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3 La Jolla private schools apply for waivers to reopen elementary classes in person

The Bishop's School is one of three schools in La Jolla that applied for a county waiver to reopen.
(Elisabeth Frausto)

Three private schools in La Jolla have applied to the San Diego County Health & Human Services Agency for a waiver to reopen elementary grades for in-person classes in the wake of state-mandated closures.

Gillispie School, La Jolla Country Day School and The Bishop’s School are on a list of 48 schools that had applied for the waiver as of Aug. 13. The waiver would allow the schools to reopen for in-person instruction in transitional kindergarten through sixth grade, despite state regulations announced in July that all schools in counties on the state’s COVID-19 watch list, including San Diego County, must remain closed until their county gets off the watch list for two consecutive weeks.

Studies have suggested that younger children are less likely to transmit and fall ill from the coronavirus that causes COVID-19, and the state later allowed elementary schools to apply for waivers through their counties. Middle and high schools don’t qualify.

The waiver application contains questions asking applicants to detail labor, parent and community organizations that were consulted and asking them to confirm reopening and coronavirus prevention plans, including information about physical distancing, face coverings, staff training and triggers for returning to online or other distance learning.

Each waiver application will take five business days to be reviewed by the county and state for a variety of criteria, including current county coronavirus data. The earliest a school can reopen, if the county approves the waiver, is two weeks after it applies.

Once a waiver application is approved, the county will post both the application and reopening plan for that school, according to Sarah Sweeney, communications officer for the San Diego County Health & Human Services Agency.

“Thanks to the remarkable efforts of our academic and operations team, we are prepared to reopen school safely,” La Jolla Country Day Head of School Gary Krahn told the La Jolla Light on Aug. 14.

La Jolla Country Day’s waiver application states the school has “built indoor and outdoor classrooms in which students will be no more than 25 minutes indoors and then they will move to their outdoor learning environment.”

LJCDS said it also will make available several materials to aid in healthy hygiene practices, such as “soap and water, disposable wipes, hand sanitizer with at least 60 percent ethyl alcohol, or other effective disinfectant as well as tissues, paper towels and no-touch trash cans near each entrance of any school building or facility, at each COVID-19 symptom screening location, in school vehicles and in other appropriate areas on campus for use by students, employees and visitors for hand-washing.”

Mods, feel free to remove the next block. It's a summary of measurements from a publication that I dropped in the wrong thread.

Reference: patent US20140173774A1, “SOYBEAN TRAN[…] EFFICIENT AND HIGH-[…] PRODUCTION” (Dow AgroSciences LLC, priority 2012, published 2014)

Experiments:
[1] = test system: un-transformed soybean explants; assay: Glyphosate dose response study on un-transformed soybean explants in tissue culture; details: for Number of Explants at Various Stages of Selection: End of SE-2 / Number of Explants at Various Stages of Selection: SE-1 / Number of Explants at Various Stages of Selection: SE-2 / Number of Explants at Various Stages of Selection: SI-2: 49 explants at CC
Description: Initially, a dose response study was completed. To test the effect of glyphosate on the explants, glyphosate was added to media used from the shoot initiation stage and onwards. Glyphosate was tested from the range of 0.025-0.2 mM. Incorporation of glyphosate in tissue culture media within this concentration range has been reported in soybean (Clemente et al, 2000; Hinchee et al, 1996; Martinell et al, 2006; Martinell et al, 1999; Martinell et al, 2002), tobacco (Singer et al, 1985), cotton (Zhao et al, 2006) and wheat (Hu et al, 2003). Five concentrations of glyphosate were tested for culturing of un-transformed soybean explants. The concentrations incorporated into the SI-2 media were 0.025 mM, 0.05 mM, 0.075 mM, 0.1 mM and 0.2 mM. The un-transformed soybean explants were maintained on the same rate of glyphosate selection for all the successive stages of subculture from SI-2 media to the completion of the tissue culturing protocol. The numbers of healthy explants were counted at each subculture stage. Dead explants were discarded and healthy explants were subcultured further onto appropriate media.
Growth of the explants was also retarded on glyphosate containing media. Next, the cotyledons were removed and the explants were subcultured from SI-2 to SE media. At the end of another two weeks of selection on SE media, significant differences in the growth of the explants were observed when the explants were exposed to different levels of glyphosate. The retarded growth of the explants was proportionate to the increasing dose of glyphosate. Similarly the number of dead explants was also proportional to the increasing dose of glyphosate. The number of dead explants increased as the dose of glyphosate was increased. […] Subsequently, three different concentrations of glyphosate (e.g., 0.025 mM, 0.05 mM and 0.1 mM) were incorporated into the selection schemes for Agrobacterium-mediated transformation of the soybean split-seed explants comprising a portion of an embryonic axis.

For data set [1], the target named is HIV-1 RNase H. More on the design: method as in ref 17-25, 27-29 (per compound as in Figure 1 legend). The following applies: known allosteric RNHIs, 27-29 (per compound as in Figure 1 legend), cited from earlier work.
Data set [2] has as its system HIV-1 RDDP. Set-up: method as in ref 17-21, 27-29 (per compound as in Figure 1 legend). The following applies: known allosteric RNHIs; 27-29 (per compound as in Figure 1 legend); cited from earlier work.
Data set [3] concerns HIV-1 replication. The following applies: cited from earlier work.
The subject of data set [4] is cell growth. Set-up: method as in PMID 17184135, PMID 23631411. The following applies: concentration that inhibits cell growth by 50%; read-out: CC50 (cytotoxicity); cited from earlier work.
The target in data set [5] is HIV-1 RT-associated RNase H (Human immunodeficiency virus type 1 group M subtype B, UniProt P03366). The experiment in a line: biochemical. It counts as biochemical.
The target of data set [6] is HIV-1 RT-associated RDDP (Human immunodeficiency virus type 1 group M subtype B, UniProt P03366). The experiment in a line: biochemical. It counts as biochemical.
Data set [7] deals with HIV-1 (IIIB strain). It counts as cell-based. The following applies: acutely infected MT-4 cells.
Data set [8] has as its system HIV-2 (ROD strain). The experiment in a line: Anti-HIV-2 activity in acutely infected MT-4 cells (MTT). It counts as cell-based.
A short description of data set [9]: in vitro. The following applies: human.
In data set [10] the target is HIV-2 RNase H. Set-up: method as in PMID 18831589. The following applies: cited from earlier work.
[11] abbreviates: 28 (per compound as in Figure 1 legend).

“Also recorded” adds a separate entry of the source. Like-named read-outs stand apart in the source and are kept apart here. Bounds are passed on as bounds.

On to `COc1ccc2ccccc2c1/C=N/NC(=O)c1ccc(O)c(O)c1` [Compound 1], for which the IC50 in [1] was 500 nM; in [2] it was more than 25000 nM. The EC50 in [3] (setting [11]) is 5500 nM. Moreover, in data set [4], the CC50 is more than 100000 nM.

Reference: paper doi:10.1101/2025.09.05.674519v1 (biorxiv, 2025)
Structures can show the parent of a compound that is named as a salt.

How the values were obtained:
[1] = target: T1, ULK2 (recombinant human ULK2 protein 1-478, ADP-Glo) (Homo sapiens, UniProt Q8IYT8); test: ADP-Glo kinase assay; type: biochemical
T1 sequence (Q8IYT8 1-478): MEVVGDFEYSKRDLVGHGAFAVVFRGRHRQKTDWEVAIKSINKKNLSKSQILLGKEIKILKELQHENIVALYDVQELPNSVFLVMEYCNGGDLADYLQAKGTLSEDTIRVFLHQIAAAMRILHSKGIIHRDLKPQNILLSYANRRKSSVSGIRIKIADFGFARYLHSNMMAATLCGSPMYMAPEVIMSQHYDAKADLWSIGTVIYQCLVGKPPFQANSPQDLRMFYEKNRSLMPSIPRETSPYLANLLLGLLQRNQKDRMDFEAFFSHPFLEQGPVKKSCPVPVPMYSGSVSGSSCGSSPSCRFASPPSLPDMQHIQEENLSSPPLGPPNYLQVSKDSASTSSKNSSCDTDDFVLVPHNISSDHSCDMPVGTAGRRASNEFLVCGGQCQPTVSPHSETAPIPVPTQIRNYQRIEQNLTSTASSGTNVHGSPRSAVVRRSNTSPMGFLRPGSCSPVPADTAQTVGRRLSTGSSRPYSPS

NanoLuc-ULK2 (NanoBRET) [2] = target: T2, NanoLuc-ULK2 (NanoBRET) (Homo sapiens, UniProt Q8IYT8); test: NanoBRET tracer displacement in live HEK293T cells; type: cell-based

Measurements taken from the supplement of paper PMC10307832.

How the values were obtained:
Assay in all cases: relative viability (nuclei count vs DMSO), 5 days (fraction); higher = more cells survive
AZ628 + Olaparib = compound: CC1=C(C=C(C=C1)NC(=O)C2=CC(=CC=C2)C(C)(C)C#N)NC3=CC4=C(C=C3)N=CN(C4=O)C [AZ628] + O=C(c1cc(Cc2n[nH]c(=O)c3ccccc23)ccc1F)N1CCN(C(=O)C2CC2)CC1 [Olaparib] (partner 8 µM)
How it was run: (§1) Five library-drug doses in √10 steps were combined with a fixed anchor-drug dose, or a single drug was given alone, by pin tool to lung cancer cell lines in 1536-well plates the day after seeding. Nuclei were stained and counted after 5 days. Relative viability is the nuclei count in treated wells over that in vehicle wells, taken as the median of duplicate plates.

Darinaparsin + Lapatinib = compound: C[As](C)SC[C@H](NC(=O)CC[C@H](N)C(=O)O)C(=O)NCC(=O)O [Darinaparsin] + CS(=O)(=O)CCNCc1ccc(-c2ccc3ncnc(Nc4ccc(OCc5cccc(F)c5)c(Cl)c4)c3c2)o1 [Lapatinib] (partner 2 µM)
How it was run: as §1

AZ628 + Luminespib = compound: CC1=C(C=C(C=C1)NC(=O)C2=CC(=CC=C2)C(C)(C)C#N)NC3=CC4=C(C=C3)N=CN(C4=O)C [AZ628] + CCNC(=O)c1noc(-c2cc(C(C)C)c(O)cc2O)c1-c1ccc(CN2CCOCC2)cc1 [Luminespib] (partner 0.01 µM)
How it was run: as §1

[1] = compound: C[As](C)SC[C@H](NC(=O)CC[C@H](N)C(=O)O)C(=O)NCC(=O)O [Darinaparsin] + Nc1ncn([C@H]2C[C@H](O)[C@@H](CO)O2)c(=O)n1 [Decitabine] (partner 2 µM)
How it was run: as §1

The first day of school for LJCDS is set for Wednesday, Aug. 19, online, with an anticipated in-person start date of Sept. 9 if the waiver application is approved.

Gillispie Head of School Alison Fleming said in a statement that “as part of the waiver process, the school has developed a COVID-19 prevention plan which follows the practices recommended by the California Department of Public Health, the California Department of Education, the Centers for Disease Control and Prevention and the San Diego County Health & Human Services Agency.”

Fleming said a task force composed of administrators, trustees, parents and teachers developed a plan that “outlines the thorough and rigorous steps Gillispie is taking to reduce the spread of the novel coronavirus,” including reduced class sizes, increased physical distancing and staggered scheduling.

Mask requirements, daily health screenings, enhanced hygiene protocols and “access to cross-ventilation with operable windows, upgraded HVAC systems along with access to outdoor learning spaces” also are among the details in the plan.

“If Gillispie is not able to open in person on Sept. 1 because of a delay in the waiver or negative trends of local epidemiological data and health care capacity changes, we will open the year online,” Fleming said. “Our greatest concern is operating in a manner that is in the best interest of our faculty, staff and students’ health and safety.”

The Bishop’s School, which serves students in grades six through 12, applied for the waiver for its sixth-graders only.

“Our sixth grade is our smallest,” said Assistant Head of School Michael Beamer. “There are only 62 students in the grade this year. For us, it’s a more straightforward process to imagine bringing the smallest class on campus a little earlier than other students would be allowed.”

“Most of what was in the application, we had already addressed with our opening plan,” Beamer added, noting strict adherence to distancing and disinfection policies.

Bishop’s first day of school is Tuesday, Aug. 18. Beamer said he isn’t sure when sixth-graders would go on campus if the waiver is approved.

“There are a lot of moving parts to it,” he said.

All public and private schools in a county can reopen if the county gets off the state’s COVID-19 watch list and keeps its case rate at or below 100 per 100,000 people for two consecutive weeks.

On Aug. 13, San Diego County recorded its second consecutive day with a case rate below 100. One more day and the region should fall off the watch list.

San Diego Union-Tribune staff writers Kristen Taketa and Paul Sisson contributed to this report.